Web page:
more » ... g medical folly, of the day. No morning passes but some deserving woman leaves her card at my door with " Professional -)IasseLise beautifully printed upon it; and a new "El Dorado seems to have been discovered for women in want of employment. Large works have been written on massage, and a perfectly simple matter has been rendered complex by such terms as " p6ti-issage," "effleurage," and the like--terms which I had never heard of when I first worked at this subject, and of which I am sure not one of the nurses I employ to this day understands the meaning. Lastly, we are now told that it takes two years at least for a woman to become a competent masseuse. Now, I have taken some pains to ascertain how many lessons the women who work for me have had, and 1 find that none of them ever had more than a half-a-dozen, although, of course, they have vastly improved by subsequent practice; and I will venture to say that no one who cannot learn the knack of massage sumciently to start with in six lessons will learn it in two years or twenty, since the thing requires a natural aptitude which very few possess. The plain truth, stripped of verbiage, is, that massage is nothing more than a vicarious way of giving exercise to patients who cannot take it themselves, and if the operator does not produce sufficient waste of tissue to enable the patient (possibly bedridden for years) to eat and assimilate without trouble as much food as I choose to order, and steadily to gain in nutrition, she knows very well that I consider the fault hers, and that she will not be allowed to continue her work. Whether this is done by "pétrissage," or "effleurage," or anything else, is a matter of indifference to me. " By their fruits ye shall know them" is a text thoroughly applicable to this subject, and practically I have myself never seen massage employed and do not care how it is done; and yet I will venture to say that the results I have obtained are quite equal to those secured by anyone else. That massage is capable of doing much good in conditions other than those for which I have employed it is perfectly likely; personally, I have only used it in the regular and systematic treatment of grave functional neuroses, being anxious to avoid the imputation of riding a hobby too hard. Moreover, I have taken pains to show that this is not by any means the most important agent, the striking results being quite as much, if not more, due to removal from unwholesome domestic surroundings, and to personal moral influence brought to bear on the patient. And yet, perhaps because massage is a striking thing, people will insist on caUing this a massage treatment, whereas massage is a mere remedial agent, and only one out of many brought to bear on the case. If I may judge by numerous instances I have lately seen, massage now runs the risk of being employed in cases for which it is perfectly unsuitable, and in which it can do nothing but harm. As a means of depriving rest, voluntary or enforced, of its evils it is invaluable ; as a panacea for all the ills which flesh is heir to, like all such panaceæ, it is sure to lead to failure and disappointment. As I feel that I am unwittingly in some degree responsible for this epidemic of massage, perhaps you will permit me to sound this note of warning. in THE LANCET of October IGth unanswered were they not calculated, under cover of a rebuke addressed to myself, to confuse a very simple issue. In my letter to you I did not, as Dr. Murrell supposes, confound massage with the Weir Mitchell treatment, but, on the contrary, alluded to the refinements which had been imported from the Continent, and quoted Dr. Play fair's oDinion that " massage had been made complex by the absurd way it had been written on abroad, and the divisions I and names given it." Had it been to my purpose, I could, with but little additional trouble, have got together a number of foreign names, "Philippeaux, Gautier, Estradere, and a host of others." But it so happens (and herein is the gist of the whole matter) that, in spite of this host, there. is no other form of massage whatever which has taken root or is commonly practised in this country, save and except that which Dr. Weir Mitchell describes. For years that method, and that method only, has been largely employed in our hospitals and nursing establishments, and always under the name of massage-not out of any love of that word or its associations, but to avoid confusion with the old and useless "medical rubbing." And so, when it was said in THE LANCET of Oct. 2nd that the art of massage required a long education, I venture to think that there was no reader of your journal who did not suppose that reference was made to a process which is now becoming familiar, and of the good effects of which in suitable cases there is unquestionable evidence. To say of this process that it needed two years to learn seemed to me a misleading and injurious statement, to which the wide circulation of THE LANCET would give e general currency. Hence my letter in which I ventured to suggest that weeks should be substituted for years. As for"the true massage, as practised by Professor von Mosengeil, and others on the Continent," I should never pre-. sume to meddle with it; and I feel some confidence that any statement in regard to that practice, whether as to the time it takes to learn or the class of patients it seeks to cure, would be received with but languid interest in Great Britain, where there are so few medical men who feel themselves qualified by their own observation either to confirm or deny any assertion whatever upon the subject. Let me add that I have no wish to interpose between Dr. Murrell and his readers. In writing on behalf of those I am bound to defend-my own hospital sisters and nurses-it was to the statement of THE LANCET that I took exception, avoiding all reference to a book I have neither read nor seen, and which it is not for me to criticise. I am, Sir, your obedient servant, October, 1886. OCTAVIUS STURGES. AN IODISED HYDROGEN WATER FOR USE IN THE URIC ACID DIATHESIS To the Editor of THE LANCET. SIR,—The need of a simple water which may be taken freely by persons suffering from uric acid accumulations, with the effect of washing out the acid and its salts, has been long felt. For myself, I believe the value of " waters," generally, depends much more on their capacity for taking up and washing out excrementitious matter while passing through the blood and the extra-vascular fluids of the organism than upon the specific effect of anything they introduce into the system. I have now to suggest that an excellent and potable water may be made by very slightly iodising distilled water, or dissolving in it a minute quantity of hydriodic acid-not enough of either to render the taste disagreeable,-and then passing well-washed hydrogen gas through it. Water will only dissolve about 2 per cent., by measure, of hydrogen gas, but this is by no means an inconsiderable proportion as compared with that existing in many of the natural waters of high repute; and beyond question it greatly increases the capacity of the water for holding solids in solution. I venture to think the profession will find the use of a simple non-effervescing water of this description of great value, and it can readily be prepared by any competent chemist. It is the measure of the hydrogen, and not the weight, which must by regarded; 100 cubic inches only weigh 2.25 grains. I am, Sir, yours obediently, Hanover square, Oct. 16th, 1886.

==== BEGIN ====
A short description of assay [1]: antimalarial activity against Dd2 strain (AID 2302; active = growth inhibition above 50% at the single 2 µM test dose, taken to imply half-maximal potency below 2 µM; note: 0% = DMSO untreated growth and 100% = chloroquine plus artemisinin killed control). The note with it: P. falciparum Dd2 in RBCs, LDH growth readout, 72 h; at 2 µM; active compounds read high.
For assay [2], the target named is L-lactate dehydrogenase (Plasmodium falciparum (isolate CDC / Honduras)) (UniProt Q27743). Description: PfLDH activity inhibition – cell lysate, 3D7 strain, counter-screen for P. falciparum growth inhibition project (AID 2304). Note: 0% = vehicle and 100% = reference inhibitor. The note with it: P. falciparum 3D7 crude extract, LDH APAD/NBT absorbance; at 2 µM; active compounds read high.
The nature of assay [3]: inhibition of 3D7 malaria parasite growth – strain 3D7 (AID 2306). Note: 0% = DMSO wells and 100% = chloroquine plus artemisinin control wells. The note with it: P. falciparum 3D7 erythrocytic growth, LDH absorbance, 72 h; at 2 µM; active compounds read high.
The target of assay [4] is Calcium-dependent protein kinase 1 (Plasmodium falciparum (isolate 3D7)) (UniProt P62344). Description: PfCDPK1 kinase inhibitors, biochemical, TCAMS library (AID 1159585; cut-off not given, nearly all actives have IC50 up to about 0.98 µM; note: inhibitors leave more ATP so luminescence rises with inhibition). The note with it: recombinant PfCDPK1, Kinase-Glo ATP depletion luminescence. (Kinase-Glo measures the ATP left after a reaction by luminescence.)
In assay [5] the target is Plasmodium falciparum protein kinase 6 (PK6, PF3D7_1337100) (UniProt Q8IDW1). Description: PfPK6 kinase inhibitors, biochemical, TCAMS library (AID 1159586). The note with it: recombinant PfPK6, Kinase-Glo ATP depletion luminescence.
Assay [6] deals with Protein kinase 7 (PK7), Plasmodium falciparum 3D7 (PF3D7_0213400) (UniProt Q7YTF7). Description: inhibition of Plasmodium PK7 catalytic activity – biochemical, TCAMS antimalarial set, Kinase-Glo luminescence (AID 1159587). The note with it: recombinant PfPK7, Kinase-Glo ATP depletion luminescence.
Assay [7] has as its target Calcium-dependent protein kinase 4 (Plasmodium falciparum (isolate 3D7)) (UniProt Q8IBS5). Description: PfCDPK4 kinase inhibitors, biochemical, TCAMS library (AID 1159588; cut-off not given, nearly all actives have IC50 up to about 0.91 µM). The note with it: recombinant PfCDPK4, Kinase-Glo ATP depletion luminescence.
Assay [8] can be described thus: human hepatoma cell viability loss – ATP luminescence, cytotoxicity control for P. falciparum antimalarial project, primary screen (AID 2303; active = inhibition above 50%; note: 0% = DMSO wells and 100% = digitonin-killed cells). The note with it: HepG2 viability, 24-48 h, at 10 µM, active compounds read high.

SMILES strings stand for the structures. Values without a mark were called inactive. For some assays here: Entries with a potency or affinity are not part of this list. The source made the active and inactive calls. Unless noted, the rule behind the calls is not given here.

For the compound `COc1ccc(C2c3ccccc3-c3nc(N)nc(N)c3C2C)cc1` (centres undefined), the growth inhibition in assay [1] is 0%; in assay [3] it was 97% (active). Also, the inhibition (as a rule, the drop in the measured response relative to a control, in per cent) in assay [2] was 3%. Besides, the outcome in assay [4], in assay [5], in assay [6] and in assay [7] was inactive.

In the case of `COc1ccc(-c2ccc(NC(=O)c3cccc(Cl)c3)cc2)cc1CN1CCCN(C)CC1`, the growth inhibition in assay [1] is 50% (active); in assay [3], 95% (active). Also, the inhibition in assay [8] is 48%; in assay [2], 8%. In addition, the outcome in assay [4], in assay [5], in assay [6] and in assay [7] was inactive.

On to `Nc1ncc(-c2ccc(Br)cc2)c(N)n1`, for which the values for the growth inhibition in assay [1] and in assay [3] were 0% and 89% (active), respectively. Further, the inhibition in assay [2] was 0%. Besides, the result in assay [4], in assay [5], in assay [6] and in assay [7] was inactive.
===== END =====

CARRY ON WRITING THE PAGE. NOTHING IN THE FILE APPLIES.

doi:10.1016/s0140-6736(02)10893-2 fatcat:ihmgf6ymmzbujpzik5z6da7lvm